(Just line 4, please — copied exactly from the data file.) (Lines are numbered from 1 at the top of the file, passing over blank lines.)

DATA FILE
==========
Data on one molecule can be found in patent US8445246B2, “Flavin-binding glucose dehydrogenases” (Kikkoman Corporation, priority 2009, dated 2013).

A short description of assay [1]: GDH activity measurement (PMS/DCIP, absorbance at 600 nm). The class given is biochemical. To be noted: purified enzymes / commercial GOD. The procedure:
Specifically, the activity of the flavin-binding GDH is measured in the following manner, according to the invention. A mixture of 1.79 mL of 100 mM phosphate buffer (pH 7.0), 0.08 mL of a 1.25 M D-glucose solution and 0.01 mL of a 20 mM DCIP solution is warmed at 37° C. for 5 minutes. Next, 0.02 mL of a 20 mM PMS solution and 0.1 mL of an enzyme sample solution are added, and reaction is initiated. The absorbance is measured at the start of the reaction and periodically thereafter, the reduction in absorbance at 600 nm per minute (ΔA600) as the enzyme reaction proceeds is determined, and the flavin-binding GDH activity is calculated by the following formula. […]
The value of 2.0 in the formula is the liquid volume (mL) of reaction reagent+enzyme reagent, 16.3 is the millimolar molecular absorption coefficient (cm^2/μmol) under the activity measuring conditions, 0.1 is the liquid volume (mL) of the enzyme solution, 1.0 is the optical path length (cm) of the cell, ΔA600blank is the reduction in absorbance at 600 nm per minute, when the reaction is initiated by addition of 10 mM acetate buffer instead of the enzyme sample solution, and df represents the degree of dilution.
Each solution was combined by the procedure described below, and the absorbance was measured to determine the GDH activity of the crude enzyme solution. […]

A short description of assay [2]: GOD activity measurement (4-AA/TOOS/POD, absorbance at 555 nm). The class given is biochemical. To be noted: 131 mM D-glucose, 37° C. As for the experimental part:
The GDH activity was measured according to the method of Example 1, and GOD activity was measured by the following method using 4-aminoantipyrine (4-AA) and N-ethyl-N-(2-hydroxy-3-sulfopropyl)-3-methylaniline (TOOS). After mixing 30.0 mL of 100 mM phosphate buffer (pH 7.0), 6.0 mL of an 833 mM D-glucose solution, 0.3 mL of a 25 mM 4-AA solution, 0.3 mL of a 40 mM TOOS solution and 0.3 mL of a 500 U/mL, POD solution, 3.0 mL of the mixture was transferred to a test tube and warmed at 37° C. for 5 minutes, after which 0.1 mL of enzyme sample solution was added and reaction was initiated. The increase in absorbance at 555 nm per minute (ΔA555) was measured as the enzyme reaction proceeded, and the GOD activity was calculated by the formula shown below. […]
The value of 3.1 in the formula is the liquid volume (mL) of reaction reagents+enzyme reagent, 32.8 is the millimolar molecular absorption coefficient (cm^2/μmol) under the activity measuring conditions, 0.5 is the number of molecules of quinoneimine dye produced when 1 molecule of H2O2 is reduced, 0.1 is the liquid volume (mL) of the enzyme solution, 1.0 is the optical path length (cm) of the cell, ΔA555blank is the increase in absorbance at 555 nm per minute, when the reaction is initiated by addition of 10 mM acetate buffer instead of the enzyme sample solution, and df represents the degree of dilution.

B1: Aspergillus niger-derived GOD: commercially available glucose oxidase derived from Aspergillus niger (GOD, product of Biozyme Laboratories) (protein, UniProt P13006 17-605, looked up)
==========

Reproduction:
The value of 2.0 in the formula is the liquid volume (mL) of reaction reagent+enzyme reagent, 16.3 is the millimolar molecular absorption coefficient (cm^2/μmol) under the activity measuring conditions, 0.1 is the liquid volume (mL) of the enzyme solution, 1.0 is the optical path length (cm) of the cell, ΔA600blank is the reduction in absorbance at 600 nm per minute, when the reaction is initiated by addition of 10 mM acetate buffer instead of the enzyme sample solution, and df represents the degree of dilution.